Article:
“So [with plastic] bags people think, ‘Oh, well I took them back to the store and they’re recycling them,’” Anderson said. “They’re going in the trash somewhere. And then a lot of the plastic trash ends up in the river, in the lake, and lake Michigan has the most plastic of any of the Great Lakes, so a lot of it’s happening right here in Milwaukee. A lot of that plastic is right here in Milwaukee.”

To combat this issue, Plastic Free MKE is working with restaurants and grocery stores to eliminate their single-use plastic and teaching community members about alternatives.

“I wish there were more people here [at the Festival], but I think we’re getting great questions, and obviously the plastic bag [costume] attracts attention so people come up and start asking questions, which is the whole point: for people to start thinking,” Anderson said.

Carrie Bristoll-Groll, CEO of Stormwater Solutions Engineering, LLC, showcased the product she designed, StormGUARDen. StormGUARDen, a combination between a rain barrel and a rain garden, uses plants to manage the water that comes off of the user’s roof.

“It filters [the water], and it acts sort of like a wetland on top and a cistern on the bottom,” Bristoll-Groll said. “So it allows water to be filtered and cleaned, and also you can store it to use it elsewhere in your yard, or you can let it drain away, so that it just temporarily holds the water, and keeps it from sort of flooding your neighbors, or ponding in your yard.”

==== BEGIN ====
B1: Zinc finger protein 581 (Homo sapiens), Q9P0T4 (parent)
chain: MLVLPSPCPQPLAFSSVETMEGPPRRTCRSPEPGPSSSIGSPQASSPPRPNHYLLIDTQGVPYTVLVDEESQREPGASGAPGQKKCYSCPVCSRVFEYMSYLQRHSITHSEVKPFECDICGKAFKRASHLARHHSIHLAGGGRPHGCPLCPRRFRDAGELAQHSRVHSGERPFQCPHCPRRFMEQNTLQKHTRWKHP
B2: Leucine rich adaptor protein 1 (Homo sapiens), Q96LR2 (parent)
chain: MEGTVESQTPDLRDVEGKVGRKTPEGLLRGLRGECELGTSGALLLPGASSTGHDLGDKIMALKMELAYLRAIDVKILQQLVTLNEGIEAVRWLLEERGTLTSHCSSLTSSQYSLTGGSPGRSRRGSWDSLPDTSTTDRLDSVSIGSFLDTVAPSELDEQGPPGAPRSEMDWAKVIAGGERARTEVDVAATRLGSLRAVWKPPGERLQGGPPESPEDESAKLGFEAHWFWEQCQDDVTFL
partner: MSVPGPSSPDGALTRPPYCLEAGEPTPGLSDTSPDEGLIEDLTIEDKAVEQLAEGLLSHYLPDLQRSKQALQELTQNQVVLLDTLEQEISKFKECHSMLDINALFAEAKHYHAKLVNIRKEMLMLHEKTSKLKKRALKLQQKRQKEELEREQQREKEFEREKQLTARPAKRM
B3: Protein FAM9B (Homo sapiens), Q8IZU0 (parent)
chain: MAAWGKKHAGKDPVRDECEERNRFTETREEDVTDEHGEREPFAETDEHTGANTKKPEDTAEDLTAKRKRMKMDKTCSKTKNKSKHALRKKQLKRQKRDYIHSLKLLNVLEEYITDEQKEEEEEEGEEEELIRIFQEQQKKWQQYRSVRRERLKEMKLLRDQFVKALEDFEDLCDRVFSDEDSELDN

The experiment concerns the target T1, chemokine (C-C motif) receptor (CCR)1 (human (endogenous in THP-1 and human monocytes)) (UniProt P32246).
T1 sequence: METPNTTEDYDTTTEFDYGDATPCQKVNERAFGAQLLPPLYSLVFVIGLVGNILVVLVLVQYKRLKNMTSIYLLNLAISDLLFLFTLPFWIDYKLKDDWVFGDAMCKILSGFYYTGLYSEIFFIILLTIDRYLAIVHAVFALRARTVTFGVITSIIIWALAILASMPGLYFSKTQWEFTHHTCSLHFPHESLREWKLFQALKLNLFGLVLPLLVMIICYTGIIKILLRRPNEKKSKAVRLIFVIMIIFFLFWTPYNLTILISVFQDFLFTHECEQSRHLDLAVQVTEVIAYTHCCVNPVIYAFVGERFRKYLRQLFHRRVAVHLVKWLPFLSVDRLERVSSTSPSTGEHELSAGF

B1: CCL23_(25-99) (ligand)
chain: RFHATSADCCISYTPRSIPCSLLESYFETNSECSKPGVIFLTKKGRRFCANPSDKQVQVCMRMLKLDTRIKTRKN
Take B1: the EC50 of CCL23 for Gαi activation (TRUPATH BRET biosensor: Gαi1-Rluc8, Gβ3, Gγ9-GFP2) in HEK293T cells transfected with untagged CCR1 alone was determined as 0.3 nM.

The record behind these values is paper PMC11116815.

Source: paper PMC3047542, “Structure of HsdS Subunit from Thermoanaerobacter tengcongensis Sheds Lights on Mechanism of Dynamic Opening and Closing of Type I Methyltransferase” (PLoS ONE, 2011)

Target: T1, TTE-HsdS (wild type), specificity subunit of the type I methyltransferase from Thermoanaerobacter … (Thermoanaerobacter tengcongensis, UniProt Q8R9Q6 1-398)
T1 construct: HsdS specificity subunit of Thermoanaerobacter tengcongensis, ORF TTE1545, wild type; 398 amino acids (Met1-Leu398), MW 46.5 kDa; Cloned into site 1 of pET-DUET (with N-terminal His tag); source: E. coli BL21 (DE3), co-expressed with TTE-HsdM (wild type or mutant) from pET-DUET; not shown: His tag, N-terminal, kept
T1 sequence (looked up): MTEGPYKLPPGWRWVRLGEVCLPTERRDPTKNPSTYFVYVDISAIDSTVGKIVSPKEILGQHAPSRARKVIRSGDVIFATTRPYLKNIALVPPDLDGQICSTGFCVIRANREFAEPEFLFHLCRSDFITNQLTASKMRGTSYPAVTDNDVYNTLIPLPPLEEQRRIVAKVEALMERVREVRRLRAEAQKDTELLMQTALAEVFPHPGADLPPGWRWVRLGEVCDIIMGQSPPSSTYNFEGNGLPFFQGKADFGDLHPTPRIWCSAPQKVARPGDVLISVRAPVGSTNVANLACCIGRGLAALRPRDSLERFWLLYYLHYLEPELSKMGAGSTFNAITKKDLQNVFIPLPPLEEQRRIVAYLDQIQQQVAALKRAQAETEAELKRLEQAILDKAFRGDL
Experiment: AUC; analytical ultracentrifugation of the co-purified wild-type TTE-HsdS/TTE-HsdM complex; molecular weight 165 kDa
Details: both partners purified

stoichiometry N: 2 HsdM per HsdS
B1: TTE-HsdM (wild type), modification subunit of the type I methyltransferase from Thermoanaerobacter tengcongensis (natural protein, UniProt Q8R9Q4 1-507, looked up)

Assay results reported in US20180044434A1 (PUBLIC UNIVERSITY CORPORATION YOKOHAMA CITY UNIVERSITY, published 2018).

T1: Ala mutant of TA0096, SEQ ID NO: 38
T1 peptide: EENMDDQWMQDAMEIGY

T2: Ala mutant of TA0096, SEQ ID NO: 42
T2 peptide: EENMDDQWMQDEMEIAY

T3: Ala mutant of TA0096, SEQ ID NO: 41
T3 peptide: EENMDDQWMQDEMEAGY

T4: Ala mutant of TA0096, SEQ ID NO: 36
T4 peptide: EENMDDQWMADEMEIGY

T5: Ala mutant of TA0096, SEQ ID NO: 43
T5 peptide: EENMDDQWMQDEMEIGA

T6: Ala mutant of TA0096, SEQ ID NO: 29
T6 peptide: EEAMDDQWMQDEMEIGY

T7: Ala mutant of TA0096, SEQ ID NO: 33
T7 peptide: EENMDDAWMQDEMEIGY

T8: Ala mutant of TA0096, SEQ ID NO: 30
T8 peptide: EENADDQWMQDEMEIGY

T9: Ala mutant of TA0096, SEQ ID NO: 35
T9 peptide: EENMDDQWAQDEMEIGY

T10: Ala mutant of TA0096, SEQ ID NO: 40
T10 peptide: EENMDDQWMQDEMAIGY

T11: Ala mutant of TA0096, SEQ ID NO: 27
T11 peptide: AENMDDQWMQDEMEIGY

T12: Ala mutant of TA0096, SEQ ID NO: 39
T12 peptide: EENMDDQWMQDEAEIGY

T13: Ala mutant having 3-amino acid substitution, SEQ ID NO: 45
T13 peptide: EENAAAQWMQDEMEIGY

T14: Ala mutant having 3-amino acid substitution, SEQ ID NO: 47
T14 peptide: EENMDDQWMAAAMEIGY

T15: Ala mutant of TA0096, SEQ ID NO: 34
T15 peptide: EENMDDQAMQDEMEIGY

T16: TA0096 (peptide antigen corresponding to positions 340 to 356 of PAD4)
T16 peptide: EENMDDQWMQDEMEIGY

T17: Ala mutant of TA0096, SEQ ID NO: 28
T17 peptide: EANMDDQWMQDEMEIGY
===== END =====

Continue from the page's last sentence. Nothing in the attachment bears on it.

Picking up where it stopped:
According to Bristoll-Groll, the StormGUARDen has benefits beyond the backyard.

“The more that we can try to sustainably hold that water where it falls, the less amount of pollution the water is going to be carrying down to the river quickly through sewers, and also the less amount of flooding that will happen, like in the city roadways, because we’re managing in all these little places, in green infrastructure,” Bristoll-Groll said.

The Shorewood Conservation Committee dealt with yards and how to make them more sustainable.

“We’re promoting this new survey that asks Shorewood residents how they’re using their yards and what barriers they face in [bettering] their yards, whether it’s keeping control of weeds, or bringing more wildlife into their yards. We’re encouraging people to take this survey which will help us educate the community on how they can achieve more in their yards, maybe [have] less reliance on pesticides and fertilizers,” said Josh Liveratore, Committee chair.

DonLevy thinks that it is important to get people outside to experience their natural resources, including the river.

People think the Milwaukee River is still really dirty and gross, but we have worked so hard the last 25 years cleaning it up, and it’s in really good shape.”

— Kae DonLevy, Festival and Shorewood Waters Project Coordinator

“People think the Milwaukee River is still really dirty and gross, but we have worked so hard the last 25 years cleaning it up, and it’s in really good shape,” DonLevy said. “It’s a beautiful place to canoe and kayak, there’s a lot of fly fishing that goes on on this river, by Hubbard Park, and they even had a swim contest closer to downtown, in the river, because it is getting so clean. So, we’re very excited about all the achievements we’ve made cleaning it up, but we can’t go backwards. We have to let people know they still have to protect it, keep it so it’s a resource we can use.”